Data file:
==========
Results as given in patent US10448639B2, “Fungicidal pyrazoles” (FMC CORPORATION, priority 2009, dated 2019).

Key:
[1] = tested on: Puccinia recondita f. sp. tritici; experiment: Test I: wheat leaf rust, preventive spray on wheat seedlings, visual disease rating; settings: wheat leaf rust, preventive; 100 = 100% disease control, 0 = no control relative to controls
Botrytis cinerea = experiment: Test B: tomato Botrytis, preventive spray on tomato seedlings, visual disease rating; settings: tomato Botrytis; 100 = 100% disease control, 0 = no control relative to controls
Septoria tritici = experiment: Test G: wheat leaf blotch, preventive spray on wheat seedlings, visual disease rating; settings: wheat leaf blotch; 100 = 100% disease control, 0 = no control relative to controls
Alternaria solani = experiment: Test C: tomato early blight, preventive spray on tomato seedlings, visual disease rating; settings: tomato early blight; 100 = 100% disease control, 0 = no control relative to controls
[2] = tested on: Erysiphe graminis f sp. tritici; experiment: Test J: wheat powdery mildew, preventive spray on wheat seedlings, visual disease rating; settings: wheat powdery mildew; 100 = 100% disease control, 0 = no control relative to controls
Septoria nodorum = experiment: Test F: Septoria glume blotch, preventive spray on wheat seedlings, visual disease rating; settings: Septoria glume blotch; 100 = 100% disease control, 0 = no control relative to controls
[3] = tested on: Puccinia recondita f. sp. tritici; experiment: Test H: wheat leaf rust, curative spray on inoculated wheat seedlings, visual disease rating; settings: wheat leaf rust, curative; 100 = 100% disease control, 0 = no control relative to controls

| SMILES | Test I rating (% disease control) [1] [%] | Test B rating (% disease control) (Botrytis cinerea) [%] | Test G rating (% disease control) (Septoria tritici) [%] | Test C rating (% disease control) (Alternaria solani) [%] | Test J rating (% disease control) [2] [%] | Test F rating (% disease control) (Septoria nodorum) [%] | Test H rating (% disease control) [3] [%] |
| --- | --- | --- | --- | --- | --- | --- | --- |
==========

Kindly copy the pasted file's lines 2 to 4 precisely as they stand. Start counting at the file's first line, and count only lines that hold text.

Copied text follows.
Key:
[1] = tested on: Puccinia recondita f. sp. tritici; experiment: Test I: wheat leaf rust, preventive spray on wheat seedlings, visual disease rating; settings: wheat leaf rust, preventive; 100 = 100% disease control, 0 = no control relative to controls
Botrytis cinerea = experiment: Test B: tomato Botrytis, preventive spray on tomato seedlings, visual disease rating; settings: tomato Botrytis; 100 = 100% disease control, 0 = no control relative to controls